Were there any specific passages or entries which have had a lasting impression on you?
A lot of the ones I remember the most tended to be a little shorter, just due to the capacity of my own memory. There’s one that goes, “When you lose someone close, it’s like losing your arms, hard to break a fall.” I thought that was a pretty astute way to think about loss. There is some really beautiful stuff in there. It was a reminder that at every show, every night in every city (and this is true regardless of whether you are at a rock show or not) people are experiencing the entire spectrum of emotionality and life development: falling in love, falling out of love, losing people, gaining people. It also reminded me to stay as compassionate and open as possible. Everybody is on their own path and is littered with joy and despair, in all of its degrees. You never know what’s going on with somebody.

Earlier, you touched upon live shows being a way to connect to a grander energy. This certainly relates to the wave of shootings and tragedy at live concert venues. How can we make shows safe havens again?
I’m not positive. I think the violence that has happened at music venues is connected to violence that’s just occurring in everyday life. I was in Barcelona a couple weeks before that attack happened. I was staying in a hotel on that street. The spirit of that kind of attack is connected to the spirit of an attack on people attending a concert. People in their everyday lives just trying to enjoy themselves and be with others. It’s a bigger problem of violence and accessibility to destructive weaponry, whether that’s a big car or guns or bombs. Very sadly, I have no idea how to solve that. In a minor way, artists can make sure security is as tight as possible and that the people who are putting on the shows are actively working to make it as safe an environment as it can be. That’s what I can certainly do and create music that hopefully puts people in a peaceful, connected psychological space. It’s hard to know what to do beyond that. Ideally, I’d live in a world without any violence. But that’s not the way the world works.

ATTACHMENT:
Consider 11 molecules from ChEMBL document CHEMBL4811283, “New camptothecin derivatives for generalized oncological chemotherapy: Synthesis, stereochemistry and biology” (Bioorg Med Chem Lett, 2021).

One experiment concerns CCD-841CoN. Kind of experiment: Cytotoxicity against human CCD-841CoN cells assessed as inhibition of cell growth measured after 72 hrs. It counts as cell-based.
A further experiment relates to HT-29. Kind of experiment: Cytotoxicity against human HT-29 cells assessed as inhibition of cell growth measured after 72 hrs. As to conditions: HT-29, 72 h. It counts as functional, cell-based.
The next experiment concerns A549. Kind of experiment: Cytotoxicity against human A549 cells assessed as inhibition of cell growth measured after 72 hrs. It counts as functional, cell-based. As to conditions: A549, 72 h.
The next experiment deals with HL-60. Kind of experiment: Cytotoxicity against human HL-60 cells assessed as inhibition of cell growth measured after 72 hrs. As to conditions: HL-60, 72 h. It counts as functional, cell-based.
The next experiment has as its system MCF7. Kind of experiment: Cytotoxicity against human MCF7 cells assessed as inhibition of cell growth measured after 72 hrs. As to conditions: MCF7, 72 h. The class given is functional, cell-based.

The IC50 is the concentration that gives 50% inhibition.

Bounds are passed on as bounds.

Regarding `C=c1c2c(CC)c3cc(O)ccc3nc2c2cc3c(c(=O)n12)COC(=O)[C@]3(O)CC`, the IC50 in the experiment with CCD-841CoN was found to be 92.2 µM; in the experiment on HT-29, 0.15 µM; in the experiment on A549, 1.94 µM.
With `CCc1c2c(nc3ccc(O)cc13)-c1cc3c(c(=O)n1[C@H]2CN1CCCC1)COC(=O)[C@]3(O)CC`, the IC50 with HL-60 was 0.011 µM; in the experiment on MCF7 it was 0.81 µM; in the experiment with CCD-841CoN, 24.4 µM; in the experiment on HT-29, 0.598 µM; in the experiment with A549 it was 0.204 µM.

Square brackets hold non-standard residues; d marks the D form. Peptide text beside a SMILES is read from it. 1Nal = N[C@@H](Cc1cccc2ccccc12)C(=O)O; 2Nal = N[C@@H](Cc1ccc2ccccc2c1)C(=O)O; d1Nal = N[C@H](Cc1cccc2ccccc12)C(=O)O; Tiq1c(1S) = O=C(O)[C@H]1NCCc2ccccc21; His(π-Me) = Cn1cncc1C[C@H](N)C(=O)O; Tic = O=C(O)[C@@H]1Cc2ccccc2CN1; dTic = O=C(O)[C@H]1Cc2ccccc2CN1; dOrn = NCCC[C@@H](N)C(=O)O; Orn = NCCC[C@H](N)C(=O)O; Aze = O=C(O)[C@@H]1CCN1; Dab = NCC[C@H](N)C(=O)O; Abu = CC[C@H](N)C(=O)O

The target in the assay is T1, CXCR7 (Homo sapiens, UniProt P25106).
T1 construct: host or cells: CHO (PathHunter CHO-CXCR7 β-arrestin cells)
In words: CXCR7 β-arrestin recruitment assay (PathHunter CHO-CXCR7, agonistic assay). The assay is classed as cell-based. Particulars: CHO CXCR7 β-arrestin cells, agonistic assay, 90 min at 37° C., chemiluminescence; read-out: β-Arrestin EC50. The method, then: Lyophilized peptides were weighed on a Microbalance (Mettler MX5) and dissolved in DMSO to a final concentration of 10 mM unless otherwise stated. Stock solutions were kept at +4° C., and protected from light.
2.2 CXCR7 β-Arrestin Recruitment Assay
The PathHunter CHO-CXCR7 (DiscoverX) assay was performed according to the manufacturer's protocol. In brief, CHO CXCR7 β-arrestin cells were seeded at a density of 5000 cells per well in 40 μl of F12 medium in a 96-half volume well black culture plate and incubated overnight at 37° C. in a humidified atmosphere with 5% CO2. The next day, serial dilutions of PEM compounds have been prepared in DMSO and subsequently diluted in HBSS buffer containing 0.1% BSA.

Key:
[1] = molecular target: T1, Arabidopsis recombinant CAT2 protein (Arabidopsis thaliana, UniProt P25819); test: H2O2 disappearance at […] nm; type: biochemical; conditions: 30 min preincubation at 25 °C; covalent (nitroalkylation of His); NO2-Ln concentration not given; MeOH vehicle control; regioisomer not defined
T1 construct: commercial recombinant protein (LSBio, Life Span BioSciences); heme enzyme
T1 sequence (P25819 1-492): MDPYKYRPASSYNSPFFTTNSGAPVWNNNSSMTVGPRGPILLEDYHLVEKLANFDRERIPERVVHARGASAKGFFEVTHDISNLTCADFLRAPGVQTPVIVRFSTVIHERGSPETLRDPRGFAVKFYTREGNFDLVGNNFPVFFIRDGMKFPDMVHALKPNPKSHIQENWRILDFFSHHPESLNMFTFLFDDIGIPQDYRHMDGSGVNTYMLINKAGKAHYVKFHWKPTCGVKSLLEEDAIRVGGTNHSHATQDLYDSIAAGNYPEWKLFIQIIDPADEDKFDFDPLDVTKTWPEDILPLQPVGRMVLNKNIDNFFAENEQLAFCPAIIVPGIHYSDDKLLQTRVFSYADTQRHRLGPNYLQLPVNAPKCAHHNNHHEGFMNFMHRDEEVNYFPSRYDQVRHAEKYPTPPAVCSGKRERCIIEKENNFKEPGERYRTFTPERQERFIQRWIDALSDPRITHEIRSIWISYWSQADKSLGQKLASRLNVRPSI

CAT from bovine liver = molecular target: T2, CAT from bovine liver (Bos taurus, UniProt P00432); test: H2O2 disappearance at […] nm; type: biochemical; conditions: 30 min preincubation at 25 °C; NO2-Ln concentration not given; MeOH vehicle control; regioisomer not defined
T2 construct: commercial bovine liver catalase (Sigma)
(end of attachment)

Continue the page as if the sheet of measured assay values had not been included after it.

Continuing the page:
On the Imagine Dragons tour, are there any shows you are looking forward to the most?
Oh, yes, I’m really looking forward to playing in Chicago because we’re playing at United Center. That’s where the Bulls play. I went to a ton of basketball games as a little kid. I have all these memories of being in the third or fourth grade in the nose-bleed seats watching Michael Jordan play. That’d be pretty cool. I’m also looking forward to playing in LA at the Hollywood Bowl. I’ve actually never been there, and I live in LA! I know everybody loves that venue. There are some headlining shows and festival stuff in between some of the Dragons dates, which I’m also stoked for. It always helps me when I’m on tour to not just be doing one kind of show, to have headline shows that are long in clubs. It’ll be a pretty diverse tour.

Check out a complete list of K.Flay's tour dates on her official website.